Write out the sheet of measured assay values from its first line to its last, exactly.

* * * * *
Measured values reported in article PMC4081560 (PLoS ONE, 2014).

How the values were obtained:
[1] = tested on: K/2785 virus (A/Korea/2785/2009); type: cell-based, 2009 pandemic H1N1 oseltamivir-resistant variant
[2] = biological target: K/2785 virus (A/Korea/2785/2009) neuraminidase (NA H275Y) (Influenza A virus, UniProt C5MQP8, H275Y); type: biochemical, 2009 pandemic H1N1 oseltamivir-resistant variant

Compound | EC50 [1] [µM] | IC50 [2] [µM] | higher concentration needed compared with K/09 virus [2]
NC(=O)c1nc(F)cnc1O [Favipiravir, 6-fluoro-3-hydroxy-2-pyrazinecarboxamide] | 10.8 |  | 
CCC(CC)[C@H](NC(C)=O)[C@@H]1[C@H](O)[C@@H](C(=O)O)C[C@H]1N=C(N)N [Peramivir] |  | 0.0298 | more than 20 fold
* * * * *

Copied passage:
Measured values reported in article PMC4081560 (PLoS ONE, 2014).

How the values were obtained:
[1] = tested on: K/2785 virus (A/Korea/2785/2009); type: cell-based, 2009 pandemic H1N1 oseltamivir-resistant variant
[2] = biological target: K/2785 virus (A/Korea/2785/2009) neuraminidase (NA H275Y) (Influenza A virus, UniProt C5MQP8, H275Y); type: biochemical, 2009 pandemic H1N1 oseltamivir-resistant variant

Compound | EC50 [1] [µM] | IC50 [2] [µM] | higher concentration needed compared with K/09 virus [2]
NC(=O)c1nc(F)cnc1O [Favipiravir, 6-fluoro-3-hydroxy-2-pyrazinecarboxamide] | 10.8 |  | 
CCC(CC)[C@H](NC(C)=O)[C@@H]1[C@H](O)[C@@H](C(=O)O)C[C@H]1N=C(N)N [Peramivir] |  | 0.0298 | more than 20 fold